that stupid soul saved from perdition, if it has not
gone as far away from God as Saul, and as far away as
many a stupid soul will go for lack of faithful

When the Word of God has begun its piercing
even to the dividing of soul and spirit, it will have its
wonder-working way and heal and re-create and
dissipate the stupidity.
— Oswald Chambers, Workmen of God, pp. 71-79

Then Jesus answered and said, “O faithless and perverse generation, how long shall I be with you? How long shall I bear with you? Bring him here to Me.” — Matthew 17:17 (NKJV)

Thursday, September 09, 2010

Losing the mystery

This is entry #29 from Shepherds Balm, a new devotional for pastors written by Rich Earl. Read more and order copies at

The ministry is one of the most perilous of
professions. The devil hates the Spirit-filled
minister with an intensity second only to that which
he feels for Christ Himself. The source of this hatred
is not difficult to discover. An effective, Christlike
minister is a constant embarrassment to the devil, a
threat to his dominion, a rebuttal of his best
arguments and a dogged reminder of his coming
overthrow. No wonder he hates him.

Satan knows that the downfall of a prophet of
God is a strategic victory for him, so he rests not day
or night devising hidden snares and deadfalls for the
ministry. Perhaps a better figure would be the poison
dart that only paralyzes its victim, for I think that
Satan has little interest in killing the preacher
outright. An ineffective, half-alive minister is a better
advertisement for hell than a good man dead. So the
preacher's dangers are likely to be spiritual rather
than physical, though sometimes the enemy works
through bodily weaknesses to get to the preacher's

There are indeed some very real dangers of the
grosser sort which the minister must guard against,
such as love of money and women; but the deadliest
perils are far more subtle than these. So let's
concentrate on them.

There is, for one, the danger that the minister
shall come to think of himself as belonging to a
privileged class…Seeing whose name he bears, the
unconscious acceptance of belonging to a privileged
class is particularly incongruous for the minister.
Christ came to give, to serve, to sacrifice and to die,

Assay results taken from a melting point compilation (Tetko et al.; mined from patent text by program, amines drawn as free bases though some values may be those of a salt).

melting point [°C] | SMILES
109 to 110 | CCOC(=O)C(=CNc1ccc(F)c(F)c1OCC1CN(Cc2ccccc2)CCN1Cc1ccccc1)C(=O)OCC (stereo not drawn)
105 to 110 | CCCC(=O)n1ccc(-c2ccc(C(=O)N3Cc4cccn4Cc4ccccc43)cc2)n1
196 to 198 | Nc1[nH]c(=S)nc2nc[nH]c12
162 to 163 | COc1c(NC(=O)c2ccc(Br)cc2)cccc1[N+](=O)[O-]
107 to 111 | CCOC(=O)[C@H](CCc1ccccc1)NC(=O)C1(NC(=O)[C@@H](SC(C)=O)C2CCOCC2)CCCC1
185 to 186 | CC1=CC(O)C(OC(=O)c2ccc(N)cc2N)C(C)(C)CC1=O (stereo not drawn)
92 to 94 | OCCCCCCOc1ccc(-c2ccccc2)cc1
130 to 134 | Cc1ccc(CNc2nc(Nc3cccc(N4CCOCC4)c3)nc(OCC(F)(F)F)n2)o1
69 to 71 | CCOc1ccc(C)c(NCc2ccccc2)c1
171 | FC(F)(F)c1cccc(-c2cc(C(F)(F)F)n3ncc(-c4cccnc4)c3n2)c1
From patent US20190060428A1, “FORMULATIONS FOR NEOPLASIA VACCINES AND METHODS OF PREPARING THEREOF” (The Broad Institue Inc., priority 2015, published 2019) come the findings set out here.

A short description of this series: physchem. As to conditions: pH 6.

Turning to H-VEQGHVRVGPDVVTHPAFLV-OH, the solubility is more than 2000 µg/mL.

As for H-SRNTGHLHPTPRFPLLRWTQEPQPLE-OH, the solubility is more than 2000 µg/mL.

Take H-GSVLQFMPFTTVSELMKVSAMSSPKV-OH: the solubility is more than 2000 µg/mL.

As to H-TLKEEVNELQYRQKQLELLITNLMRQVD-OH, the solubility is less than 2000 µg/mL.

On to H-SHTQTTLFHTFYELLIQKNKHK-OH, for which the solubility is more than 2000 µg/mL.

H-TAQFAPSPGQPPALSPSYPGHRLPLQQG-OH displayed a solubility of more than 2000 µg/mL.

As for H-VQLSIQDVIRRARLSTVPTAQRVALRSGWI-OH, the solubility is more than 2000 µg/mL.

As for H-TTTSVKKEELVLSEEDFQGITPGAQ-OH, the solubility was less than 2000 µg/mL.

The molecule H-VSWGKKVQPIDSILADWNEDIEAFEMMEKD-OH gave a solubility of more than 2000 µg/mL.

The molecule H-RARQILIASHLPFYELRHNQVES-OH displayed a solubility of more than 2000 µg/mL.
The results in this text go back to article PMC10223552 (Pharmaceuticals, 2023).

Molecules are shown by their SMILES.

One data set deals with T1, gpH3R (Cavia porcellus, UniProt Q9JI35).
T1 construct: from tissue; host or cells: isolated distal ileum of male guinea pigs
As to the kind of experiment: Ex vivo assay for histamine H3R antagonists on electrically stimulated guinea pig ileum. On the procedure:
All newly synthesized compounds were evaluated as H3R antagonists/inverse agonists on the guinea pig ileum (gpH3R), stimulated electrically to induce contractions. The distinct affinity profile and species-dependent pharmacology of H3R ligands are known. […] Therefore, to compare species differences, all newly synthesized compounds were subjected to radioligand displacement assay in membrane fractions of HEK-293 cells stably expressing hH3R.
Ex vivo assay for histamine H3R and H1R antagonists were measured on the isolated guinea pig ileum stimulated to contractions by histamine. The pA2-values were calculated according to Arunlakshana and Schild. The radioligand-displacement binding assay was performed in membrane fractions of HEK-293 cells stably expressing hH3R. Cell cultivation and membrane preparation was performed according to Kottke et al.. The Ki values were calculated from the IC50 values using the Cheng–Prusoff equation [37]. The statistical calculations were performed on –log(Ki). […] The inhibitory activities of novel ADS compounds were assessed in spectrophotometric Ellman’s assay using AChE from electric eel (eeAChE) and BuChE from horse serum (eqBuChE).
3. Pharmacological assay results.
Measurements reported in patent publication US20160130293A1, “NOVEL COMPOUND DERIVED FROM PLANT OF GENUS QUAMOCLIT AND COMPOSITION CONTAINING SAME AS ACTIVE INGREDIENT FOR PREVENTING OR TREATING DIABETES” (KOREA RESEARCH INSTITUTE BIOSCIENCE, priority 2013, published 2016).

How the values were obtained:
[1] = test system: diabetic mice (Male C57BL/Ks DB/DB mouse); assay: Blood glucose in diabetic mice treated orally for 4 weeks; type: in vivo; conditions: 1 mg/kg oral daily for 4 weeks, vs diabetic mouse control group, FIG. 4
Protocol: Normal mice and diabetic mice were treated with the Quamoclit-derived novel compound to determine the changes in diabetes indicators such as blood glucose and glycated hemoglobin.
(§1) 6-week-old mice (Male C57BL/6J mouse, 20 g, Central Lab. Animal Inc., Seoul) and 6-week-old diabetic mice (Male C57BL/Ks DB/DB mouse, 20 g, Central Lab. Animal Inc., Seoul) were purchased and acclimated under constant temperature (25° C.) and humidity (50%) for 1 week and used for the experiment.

and said to His disciples, “As my Father hath sent me,
even so send I you.” The preacher is a servant of the
Lord and of the people. He is in great moral peril
when he forgets this.

Another danger is that he may develop a perfunctory
spirit in the performance of the work of the
Lord. Familiarity may breed contempt even at the
very altar of God. How frightful a thing it is for the
preacher when he becomes accustomed to his work,
when his sense of wonder departs, when he gets used
to the unusual, when he loses his solemn fear in the
presence of the High and Holy One; when, to put it
bluntly, he gets a little bored with God and heavenly

If anyone should doubt that this can happen let
him read the Old Testament and see how the priests
of Jehovah sometimes lost their sense of divine
mystery and became profane even as they performed
their holy duties. And church history reveals that this
tendency toward perfunctoriness did not die with the
passing of the Old Testament order. Secular priests
and pastors who keep the doors of God's house for
bread are still among us. Satan will see to it that they
are, for they do the cause of God more injury than a
whole army of atheists would do.
— AW Tozer, God Tells the man who cares, pp. 76-77

Then Nadab and Abihu, the sons of Aaron, each took his censer and put fire in it, put incense on it, and offered profane fire before the Lord, which He had not commanded them. So fire went out from the Lord and devoured them, and they died before the Lord. And Moses said to Aaron, “This is what the Lord spoke, saying: ‘By those who come near Me I must be regarded as holy; And before all the people I must be glorified.’” So Aaron held his peace. — Leviticus 10:1-3(KJV)